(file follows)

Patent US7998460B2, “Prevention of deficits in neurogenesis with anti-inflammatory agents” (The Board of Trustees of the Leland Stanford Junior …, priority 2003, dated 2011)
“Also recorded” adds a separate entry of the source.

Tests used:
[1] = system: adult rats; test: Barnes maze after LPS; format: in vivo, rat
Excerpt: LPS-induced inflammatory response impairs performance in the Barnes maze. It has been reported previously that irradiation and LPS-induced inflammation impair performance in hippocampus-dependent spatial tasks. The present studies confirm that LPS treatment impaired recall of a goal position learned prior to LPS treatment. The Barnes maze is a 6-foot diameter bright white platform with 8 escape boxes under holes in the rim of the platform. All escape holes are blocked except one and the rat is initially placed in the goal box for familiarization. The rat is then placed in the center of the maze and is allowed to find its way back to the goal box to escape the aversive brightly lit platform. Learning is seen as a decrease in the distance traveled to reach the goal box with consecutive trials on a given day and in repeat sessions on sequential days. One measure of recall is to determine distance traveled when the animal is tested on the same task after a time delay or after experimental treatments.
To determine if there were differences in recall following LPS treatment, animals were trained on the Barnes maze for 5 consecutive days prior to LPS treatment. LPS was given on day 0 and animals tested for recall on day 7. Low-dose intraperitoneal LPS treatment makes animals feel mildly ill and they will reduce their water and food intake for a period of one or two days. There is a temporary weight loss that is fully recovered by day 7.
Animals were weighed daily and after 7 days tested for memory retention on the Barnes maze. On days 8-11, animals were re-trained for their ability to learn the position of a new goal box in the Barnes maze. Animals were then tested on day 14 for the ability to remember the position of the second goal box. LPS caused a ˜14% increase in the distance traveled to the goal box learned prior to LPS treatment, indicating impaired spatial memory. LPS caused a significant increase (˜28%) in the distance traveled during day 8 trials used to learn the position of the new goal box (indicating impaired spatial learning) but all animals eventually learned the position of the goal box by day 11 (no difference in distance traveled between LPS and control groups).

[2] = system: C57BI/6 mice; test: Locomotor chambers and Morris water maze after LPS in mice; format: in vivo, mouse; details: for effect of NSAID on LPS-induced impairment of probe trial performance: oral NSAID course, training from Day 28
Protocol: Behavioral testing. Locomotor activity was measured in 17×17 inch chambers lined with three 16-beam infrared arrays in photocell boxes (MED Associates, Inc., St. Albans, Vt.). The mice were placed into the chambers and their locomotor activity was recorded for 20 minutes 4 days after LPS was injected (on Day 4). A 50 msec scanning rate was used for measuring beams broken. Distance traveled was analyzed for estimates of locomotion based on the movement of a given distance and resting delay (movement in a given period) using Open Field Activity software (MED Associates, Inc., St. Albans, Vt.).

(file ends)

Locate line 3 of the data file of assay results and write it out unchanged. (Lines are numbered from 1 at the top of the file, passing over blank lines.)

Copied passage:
Tests used: